most did so poorly the school had a terrible rep for students so companies shyed away from hiring them.

i had to lie about my experience just get my first job.
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Old 10-04-2014, 12:19 AM
 
33,046 posts, read 22,067,502 times
Reputation: 8970
Quote:
Originally Posted by mathjak107 View Post
but this person spent 10k on stuff to try to sell. this person could have used it for a trade school. in fact there are soooooo many companies in all trades looking for helpers and apprentices .

the bottom line is if you really wanted to you would find a way.

just the mere fact you are on line instead of pounding the pavement daily says you really are not going to do anything about the situation.
my entire working career was kicked of by going to apex technical school and borrowing the money from them.

i had zero skills except drumming.

Ha, you jumped to a wrong conclusion. I regularly view new listings and find items that could bring higher prices with a better listing. (Many sellers are selling Other People's Stuff - like when Grandma and Grandpa go into a nursing home and their grown kids help them downsize by selling off stuff.)

Or sometimes people go to storage auctions and buy je-ne-sais-quoi for the purpose of flipping for profit. I'm in a niche where most of these sellers know more or less nothing about what they have (again, it's not *their* stuff), so I volunteer suggestions for a better listing. These sellers often get much better prices than they expected and they often send me free stuff, e.g. if I help them make an extra $100 or so, they will often send me stuff worth perhaps $20 or so. Today I received a $20 book from a seller who has found my suggestions very helpful and profitable; another seller just sent me some freebies which have not yet arrived.

A third seller has a current listing I helped attract over 10 bids so far, is up to $50, and ends Sunday. (I predict it will sell in the $90 - $105 range.)

Problem is, I haven't found a way to directly monetize this, so I end up with stuff instead of cash.
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Old 10-04-2014, 12:27 AM
 
33,046 posts, read 22,067,502 times
Reputation: 8970
Quote:
Originally Posted by Montanama View Post
For me this exchange should shed some light on what is meant when people use emotionally laden but nebulous terms like "the most vulnerable among us."

There are children of drug addicts, and then there are, well, drug addicts.

There are people who worked and planned well and perhaps experienced a health-related catastrophe or natural disaster that took them down financially, and then there are those who made choices for years and decades at a time not to better their situation.

I am happy to support the former, both personally and "societally." (with time, money, moral support--it's not JUST about money, and with social programs--I wish some social programs, like the foster system, were much better funded.). I am happy to support the latter too, but with advice, a list of agencies where they can find help making better choices--with my time and encouragement, perhaps. I'm not willing to engage in the enabling of self-destructive (and society-destructive) behavior by handing these people checks while they continue making bad decisions.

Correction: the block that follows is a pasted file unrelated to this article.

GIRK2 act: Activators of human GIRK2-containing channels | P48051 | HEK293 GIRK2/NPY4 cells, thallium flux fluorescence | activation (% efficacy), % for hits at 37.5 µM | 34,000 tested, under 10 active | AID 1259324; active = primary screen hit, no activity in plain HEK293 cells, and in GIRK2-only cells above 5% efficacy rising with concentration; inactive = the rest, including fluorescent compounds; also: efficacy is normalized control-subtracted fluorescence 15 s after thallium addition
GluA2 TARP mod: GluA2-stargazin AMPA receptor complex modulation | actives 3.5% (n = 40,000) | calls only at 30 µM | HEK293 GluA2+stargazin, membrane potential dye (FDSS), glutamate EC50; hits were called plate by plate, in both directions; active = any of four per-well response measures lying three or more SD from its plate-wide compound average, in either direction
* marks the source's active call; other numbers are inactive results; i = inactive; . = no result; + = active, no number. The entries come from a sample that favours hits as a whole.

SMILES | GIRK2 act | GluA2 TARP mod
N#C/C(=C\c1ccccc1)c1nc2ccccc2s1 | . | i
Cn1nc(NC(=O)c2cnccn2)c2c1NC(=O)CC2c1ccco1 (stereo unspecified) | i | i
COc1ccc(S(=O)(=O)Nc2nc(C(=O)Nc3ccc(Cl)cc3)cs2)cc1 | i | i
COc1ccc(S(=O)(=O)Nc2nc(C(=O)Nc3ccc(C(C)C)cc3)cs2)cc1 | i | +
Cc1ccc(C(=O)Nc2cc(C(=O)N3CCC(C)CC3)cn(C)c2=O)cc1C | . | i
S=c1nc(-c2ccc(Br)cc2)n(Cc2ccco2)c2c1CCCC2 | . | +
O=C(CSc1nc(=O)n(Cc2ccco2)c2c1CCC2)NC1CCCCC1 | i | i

Some people are going to have the wherewithal to pull themselves up by their bootstraps. Others won't, no matter what is given to them. The people in the middle are the ones we can choose to condition to be satisfied making crappy choices with their lives because it's easy and relatively comfortable, or instead to encourage to do the hard work of making something of themselves and creating a real plan for their own future(s).

To me it's like the panhandlers discussed on so many C-D threads. ANYONE who works with the homeless will tell you in absolute terms, NEVER give them money. All that does is stroke the giver's ego, makes them feel great about themselves for a bit. I am guilty of this from time to time--it's like I can't resist! But most of the time I hear the words of our local homeless shelter director (and everyone else who volunteer regularly) in my head, "If you want to help homeless people, give the shelter the money. I am helping people who want to turn their lives around. No question that the money you give to a panhandler will be spent feeding the addiction, whatever it is." He gets angry that so many people pat themselves on the back for "giving" to homeless people but refuse to come down and support the shelter (which helps people get on their feet long-term) either with time or money. It's just a quick "fix" for us to throw money at a problem but never address the core issues which invariably include a person's character. In the view of those closest to the homeless issue (and who would know better what "most vulnerable" means?), giving to panhandlers is a HARMFUL and self-indulgent act.